# Boolean rings

## Definitions

A ring with unit $R$ is Boolean if the operation of multiplication is idempotent; that is, $x^2 = x$ for every element $x$. Although the terminology would make sense for rings without unit, the common usage assumes a unit.

Boolean rings and the ring homomorphisms between them form a category $Boo Rng$.

## Properties

• $R$ has characteristic $2$ (meaning that $x + x = 0$ for all $x$):
$2 x = 4 x - 2 x = 4 x^2 - 2 x = (2 x)^2 - 2 x = 2 x - 2 x = 0 .$
• $R$ is commutative (meaning that $x y = y x$ for all $x, y$):
$y x = x + y - x - y + y x = (x + y)^2 - x^2 - y^2 + y x = x^2 + x y + y x + y^2 - x^2 - y^2 + y x = x y + 2 y x = x y .$

Define $x \vee y$ to mean $x + x y + y$. Then:

• $\vee$ is commutative (as it would be in any commutative ring) and idempotent:
$x \vee x = x + x^2 + x = 3 x = x .$
• The absorption law ($x \vee x y = x$) also holds:
$x \vee x y = x + x^2 y + x y = x + 2 x y = x .$

We could now prove the other absoprtion law to conclude that $R$ is a lattice using multiplication as meet and $\vee$ as join.

• But in fact, we can skip that step since it follows the distributive law ($x (y \vee z) = x y \vee x z$):
$x (y \vee z) = x (y + y z + z) = x y + x y z + x z = x y + x^2 y z + x z = x y + (x y) (x z) + x z = x y \vee x z .$

Thus $R$ is a distributive lattice.

Next define $\neg{x}$ to be $x + 1$. Then:

• $\neg{x}$ is a pseudocomplement of $x$ (meaning that $x (\neg{x}) = 0$):
$x (\neg{x}) = x (x + 1) = x^2 + x = 2 x = 0 .$

By relativising from $x + 1$ to $x y + x + 1$, we can show that $R$ is a Heyting algebra.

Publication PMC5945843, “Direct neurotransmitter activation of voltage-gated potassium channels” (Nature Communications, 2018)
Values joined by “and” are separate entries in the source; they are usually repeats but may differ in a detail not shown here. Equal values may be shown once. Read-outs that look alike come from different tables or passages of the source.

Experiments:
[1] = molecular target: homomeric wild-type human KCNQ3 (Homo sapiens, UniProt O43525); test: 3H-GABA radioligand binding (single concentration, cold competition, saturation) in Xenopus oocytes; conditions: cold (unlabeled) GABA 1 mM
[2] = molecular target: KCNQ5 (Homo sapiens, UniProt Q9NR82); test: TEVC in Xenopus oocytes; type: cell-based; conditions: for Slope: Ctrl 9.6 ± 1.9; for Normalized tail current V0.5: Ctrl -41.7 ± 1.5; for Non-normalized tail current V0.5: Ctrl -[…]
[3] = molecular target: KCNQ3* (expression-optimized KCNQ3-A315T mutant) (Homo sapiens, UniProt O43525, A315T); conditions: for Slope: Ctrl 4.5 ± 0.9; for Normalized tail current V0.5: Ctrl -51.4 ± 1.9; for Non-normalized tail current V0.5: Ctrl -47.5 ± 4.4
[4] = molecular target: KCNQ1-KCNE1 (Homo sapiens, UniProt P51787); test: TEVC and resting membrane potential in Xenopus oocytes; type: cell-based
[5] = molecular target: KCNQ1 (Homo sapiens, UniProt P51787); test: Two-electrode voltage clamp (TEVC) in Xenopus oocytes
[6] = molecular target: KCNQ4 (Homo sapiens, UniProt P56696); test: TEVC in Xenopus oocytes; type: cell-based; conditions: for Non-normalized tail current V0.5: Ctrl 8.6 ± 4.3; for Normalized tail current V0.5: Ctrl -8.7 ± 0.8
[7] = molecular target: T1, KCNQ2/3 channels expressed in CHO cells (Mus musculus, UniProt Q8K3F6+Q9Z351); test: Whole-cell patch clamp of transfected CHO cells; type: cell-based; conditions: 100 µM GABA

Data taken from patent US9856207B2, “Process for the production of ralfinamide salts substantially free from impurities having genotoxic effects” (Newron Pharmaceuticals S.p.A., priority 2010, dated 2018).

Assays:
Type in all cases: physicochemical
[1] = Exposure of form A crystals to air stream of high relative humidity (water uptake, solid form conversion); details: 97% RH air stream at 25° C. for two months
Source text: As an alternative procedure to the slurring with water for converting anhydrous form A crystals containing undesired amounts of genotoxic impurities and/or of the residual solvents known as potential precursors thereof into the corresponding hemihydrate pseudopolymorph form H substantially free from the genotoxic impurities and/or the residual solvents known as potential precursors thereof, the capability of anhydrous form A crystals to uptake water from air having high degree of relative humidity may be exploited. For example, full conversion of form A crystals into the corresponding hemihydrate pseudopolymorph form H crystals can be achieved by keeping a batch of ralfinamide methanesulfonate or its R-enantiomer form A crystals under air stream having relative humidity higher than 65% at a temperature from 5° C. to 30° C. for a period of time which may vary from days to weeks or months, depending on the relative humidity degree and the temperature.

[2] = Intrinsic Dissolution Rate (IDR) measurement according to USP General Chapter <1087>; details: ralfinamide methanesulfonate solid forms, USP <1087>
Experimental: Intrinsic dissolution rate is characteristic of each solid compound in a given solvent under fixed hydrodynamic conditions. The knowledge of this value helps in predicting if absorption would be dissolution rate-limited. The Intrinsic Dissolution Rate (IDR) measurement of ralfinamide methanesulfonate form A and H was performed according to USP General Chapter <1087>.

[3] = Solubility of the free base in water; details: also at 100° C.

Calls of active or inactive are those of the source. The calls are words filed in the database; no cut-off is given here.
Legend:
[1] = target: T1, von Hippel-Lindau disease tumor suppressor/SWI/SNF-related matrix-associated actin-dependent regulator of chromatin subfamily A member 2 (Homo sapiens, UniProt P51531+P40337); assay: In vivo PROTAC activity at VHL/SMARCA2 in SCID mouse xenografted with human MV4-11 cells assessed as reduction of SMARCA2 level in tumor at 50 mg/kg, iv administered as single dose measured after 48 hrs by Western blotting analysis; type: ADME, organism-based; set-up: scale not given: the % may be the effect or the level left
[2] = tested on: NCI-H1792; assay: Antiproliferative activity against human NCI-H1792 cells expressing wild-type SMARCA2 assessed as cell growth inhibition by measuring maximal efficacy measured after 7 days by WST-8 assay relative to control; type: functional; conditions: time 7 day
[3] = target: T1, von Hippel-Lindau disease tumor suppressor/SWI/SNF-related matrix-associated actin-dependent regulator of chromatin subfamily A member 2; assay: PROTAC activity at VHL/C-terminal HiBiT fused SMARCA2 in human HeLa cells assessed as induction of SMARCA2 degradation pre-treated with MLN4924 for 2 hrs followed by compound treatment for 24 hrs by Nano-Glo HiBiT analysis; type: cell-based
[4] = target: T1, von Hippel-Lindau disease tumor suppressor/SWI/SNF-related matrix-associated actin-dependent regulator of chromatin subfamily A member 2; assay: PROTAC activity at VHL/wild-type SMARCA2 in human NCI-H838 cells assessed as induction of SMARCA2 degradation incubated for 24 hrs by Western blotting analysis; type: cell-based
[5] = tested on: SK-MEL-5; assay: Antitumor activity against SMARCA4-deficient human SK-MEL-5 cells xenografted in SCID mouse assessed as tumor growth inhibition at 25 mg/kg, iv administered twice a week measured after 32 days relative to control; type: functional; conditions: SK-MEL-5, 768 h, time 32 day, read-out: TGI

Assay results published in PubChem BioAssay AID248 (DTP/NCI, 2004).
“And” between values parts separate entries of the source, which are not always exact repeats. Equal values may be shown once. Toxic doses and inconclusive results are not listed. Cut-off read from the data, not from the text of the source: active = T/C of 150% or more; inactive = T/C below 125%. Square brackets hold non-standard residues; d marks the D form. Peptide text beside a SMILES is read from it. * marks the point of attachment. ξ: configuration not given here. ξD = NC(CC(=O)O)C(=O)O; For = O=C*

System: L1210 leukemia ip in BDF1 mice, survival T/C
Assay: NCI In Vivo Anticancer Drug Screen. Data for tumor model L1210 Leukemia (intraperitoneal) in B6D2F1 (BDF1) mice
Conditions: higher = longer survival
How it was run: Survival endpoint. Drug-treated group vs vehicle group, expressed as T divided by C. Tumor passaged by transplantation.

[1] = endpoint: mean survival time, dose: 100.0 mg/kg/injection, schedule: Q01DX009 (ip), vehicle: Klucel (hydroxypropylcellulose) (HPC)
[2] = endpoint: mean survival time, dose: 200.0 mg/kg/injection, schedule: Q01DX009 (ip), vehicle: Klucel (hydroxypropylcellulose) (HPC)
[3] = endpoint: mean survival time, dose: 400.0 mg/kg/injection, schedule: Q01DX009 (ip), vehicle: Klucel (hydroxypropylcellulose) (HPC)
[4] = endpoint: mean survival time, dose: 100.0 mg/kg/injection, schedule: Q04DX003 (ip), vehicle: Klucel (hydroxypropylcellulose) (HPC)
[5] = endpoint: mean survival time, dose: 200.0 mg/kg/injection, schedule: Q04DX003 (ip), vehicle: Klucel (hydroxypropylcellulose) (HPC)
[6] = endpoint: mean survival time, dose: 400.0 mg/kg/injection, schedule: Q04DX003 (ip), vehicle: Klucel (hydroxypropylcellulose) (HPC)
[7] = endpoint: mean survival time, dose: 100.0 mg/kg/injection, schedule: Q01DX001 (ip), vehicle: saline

• But don't bother, because $\neg{x}$ is also an op-pseudocomplement of $x$:
$x \vee \neg{x} = x + x (x + 1) + (x + 1) = x^2 + 3 x + 1 = x + x + 1 = 1 .$

Therefore, $\neg{x}$ is a complement of $x$, and $R$ is a Boolean algebra.

Conversely, starting with a Boolean algebra $R$ (with the meet written multiplicatively), let $x + y$ be $x (\neg{y}) \vee (\neg{x}) y$ (which is called exclusive disjunction in $\{\top,\bot\}$ and symmetric difference in $2^X$). Then $R$ is a Boolean ring.

In fact, we have:

Boolean rings and Boolean algebras are equivalent.

This extends to an equivalence of concrete categories; that is, given the underlying set $R$, the set of Boolean ring structures on $R$ is naturally (in $R$) bijective with the set of Boolean algebra structures on $R$.

Here is a very convenient result: although a Boolean ring $R$ is a rig in two different ways (as a ring or as a distributive lattice), these have the same concept of ideal!

## Examples

The most common example is the power set $P(S)$ of any set $S$. It is a Boolean ring with symmetric difference as the addition and the intersection of sets as the multiplication.

## Terminology

Back in the day, the term ‘ring’ meant (more often than now is the case) a possibly nonunital ring; that is a semigroup, rather than a monoid, in Ab. This terminology applied also to Boolean rings, and it changed even more slowly. Thus older books will make a distinction between ‘Boolean ring’ (meaning an idempotent semigroup in $Ab$) and ‘Boolean algebra’ (meaning an idempotent monoid in $Ab$), in addition to (or even instead of) the difference between $+$ and $\vee$ as fundamental operation. This distinction survives most in the terminology of $\sigma$-rings and $\sigma$-algebras.

## Analogues

Inasmuch as a semilattice is a commutative idempotent monoid, a Boolean ring may be defined as a semilattice in $Ab$. However, with Boolean rings, we do not need to hypothesize commutativity; it follows.

Revised on August 28, 2016 10:09:35 by Zoran Škoda (31.45.179.186)